Claims also need to be proven. The tools for that can include everything from computational fluid dynamics (computer models showing how a trailer flows through the air), to wind tunnels, test trucks and road tests. Universities offer a valuable resource when analyzing test results, Ehrlich adds. 

C.R. England, which has 4,300 tractors and 6,800 trailers, now devotes a pair of its own Class 8 tractors and 53-ft. trailers to nothing but tests of potential fuel-saving devices. Two full-time drivers are dedicated to the work, while one-third of another employee’s time is used to coordinate the tests and analyze the data. Even though it is running two tests per week, at a cost of $2,500 each, the queue to review new components is now six months long. 

“It does take commitment,” says Ron Hall, the fleet’s senior director of equipment and fuel.

But the results have led to proven changes. C.R. England tractors and trailers are equipped with 44-inch fifth wheel gaps, perforated mud flaps, wheel covers, single-piece composite side skirts, boat tails, low rolling resistance tires, and tire inflation systems.

Some fuel-saving tools were still rejected because of costs. Inventories of wide-base tires were thought to be too pricey to manage, and the fleet is “neutral” in its view of aerodynamic changes on the trailer’s surface, behind the tandem, and under the vehicle. Still, Hall stresses that the devices can still have a role to play in other fleets. “It may not be neutral for everyone,” he says. 

“The more data the better,” Roeth says. But he still believes that smaller fleets can conduct meaningful tests of their own. An operation with 15 trucks travelling the same route, for example, could simply add devices on a few of the trailers and measure the differences. “None of these tests are perfect,” he says. “None of these tests are bad.”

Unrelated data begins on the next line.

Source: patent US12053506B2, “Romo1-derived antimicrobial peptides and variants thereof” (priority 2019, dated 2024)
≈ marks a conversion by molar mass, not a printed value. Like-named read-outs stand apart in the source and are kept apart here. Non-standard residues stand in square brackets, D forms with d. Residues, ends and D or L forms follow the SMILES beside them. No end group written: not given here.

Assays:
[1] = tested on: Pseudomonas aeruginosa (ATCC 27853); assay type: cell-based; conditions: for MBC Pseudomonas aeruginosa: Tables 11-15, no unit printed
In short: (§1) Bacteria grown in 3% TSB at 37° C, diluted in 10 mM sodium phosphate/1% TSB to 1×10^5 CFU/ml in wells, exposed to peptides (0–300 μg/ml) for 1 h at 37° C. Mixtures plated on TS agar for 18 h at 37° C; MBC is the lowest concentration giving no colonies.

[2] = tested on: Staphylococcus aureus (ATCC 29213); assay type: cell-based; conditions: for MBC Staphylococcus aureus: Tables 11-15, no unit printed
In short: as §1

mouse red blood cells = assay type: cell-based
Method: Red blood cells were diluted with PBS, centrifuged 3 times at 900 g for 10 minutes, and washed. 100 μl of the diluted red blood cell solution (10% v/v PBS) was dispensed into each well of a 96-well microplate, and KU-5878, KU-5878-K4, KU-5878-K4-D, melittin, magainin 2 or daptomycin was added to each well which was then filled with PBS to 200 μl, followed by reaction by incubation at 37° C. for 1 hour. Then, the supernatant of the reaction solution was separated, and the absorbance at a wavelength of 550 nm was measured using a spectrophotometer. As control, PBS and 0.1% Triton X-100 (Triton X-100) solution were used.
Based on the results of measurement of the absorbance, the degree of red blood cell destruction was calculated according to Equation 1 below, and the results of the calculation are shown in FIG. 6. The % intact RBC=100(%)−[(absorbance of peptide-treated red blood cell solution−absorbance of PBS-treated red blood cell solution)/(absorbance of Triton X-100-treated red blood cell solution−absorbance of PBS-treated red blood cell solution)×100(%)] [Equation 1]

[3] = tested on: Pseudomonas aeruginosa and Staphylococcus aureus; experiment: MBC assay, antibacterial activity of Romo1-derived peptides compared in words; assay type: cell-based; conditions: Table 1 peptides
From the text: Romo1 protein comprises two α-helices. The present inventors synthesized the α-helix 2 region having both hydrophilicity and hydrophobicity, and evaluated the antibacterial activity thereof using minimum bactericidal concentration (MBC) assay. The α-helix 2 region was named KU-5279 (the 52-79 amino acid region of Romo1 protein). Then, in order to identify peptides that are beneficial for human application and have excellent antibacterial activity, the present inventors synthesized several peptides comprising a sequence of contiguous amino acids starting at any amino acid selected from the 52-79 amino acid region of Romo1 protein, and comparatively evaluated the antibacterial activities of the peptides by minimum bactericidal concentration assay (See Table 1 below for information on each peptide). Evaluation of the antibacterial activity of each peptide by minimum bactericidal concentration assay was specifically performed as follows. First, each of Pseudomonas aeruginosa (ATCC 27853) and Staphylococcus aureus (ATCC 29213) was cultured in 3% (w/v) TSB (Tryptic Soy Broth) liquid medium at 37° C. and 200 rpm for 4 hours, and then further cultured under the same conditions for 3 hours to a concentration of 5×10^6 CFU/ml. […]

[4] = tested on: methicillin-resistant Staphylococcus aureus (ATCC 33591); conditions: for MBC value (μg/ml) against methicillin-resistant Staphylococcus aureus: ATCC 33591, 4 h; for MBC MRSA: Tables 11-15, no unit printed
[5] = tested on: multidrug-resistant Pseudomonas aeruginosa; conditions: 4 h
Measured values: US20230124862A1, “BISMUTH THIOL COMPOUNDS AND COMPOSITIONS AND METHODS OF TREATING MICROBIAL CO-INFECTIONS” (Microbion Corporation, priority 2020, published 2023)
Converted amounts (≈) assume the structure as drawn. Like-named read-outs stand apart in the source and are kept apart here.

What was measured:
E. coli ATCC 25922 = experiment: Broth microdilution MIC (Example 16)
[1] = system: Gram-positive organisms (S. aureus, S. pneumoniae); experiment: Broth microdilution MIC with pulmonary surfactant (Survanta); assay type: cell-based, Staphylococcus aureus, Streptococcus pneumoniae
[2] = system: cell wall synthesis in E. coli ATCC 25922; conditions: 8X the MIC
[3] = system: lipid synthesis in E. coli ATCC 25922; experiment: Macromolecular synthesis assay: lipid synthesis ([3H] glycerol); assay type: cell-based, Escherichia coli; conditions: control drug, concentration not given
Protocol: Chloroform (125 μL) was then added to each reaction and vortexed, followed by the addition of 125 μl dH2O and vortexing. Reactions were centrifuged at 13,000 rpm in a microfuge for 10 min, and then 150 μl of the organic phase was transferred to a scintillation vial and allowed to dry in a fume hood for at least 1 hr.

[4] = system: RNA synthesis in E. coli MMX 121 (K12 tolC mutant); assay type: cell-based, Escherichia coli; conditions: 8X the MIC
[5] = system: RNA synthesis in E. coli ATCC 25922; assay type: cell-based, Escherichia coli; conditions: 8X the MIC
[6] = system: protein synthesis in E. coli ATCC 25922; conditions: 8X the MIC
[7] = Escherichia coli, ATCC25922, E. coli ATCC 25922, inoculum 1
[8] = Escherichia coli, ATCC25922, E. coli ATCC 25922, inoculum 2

Hidden opportunities

Potential fuel savings may even be hiding inside the trailer. One option being explored by C.R. England, which specializes in temperature-controlled freight, includes extra floor insulation. 

“To us, fuel use on the trailer isn’t just what we save off the tractor. It’s also what we put into the reefer,” Hall says. This means tests also explore BTUs lost per hour, and use thermal imaging to identify where insulation might need to be improved.  

The focus on fuel economy continues when the fleet’s equipment is on the road, tracking fuel purchases by truck, cross-referencing the numbers to data from electronic control modules, and comparing fuel economy by specification. “If the technology requires some kind of behavioural change by the driver, the fuel test is not going to measure the management of that behaviour,” Hall explains. Trailer boat tails, for example, still need to be opened.

And the ongoing costs of trailer enhancements are hardly limited to fuel. Hall adds between 25% and 50% to the cost of a new fuel-saving device to account for installation and maintenance. Even something that looks like it simply bolts into place can create secondary issues. C.R. England found that it had to mount side skirts aft of the landing gear, to make it easier to reach fuel tanks. Tire carriers also had to be remounted so they could still be reached. 

Targets for the second phase of the EPA’s limits on greenhouse gas emissions will be published by March 31, 2016, and will focus on vehicles, engines and trailers alike. “We want real-world fuel savings,” says Dennis Johnson of the US Environmental Protection Agency’s technology assessment centre. “Not just data in a test cell.”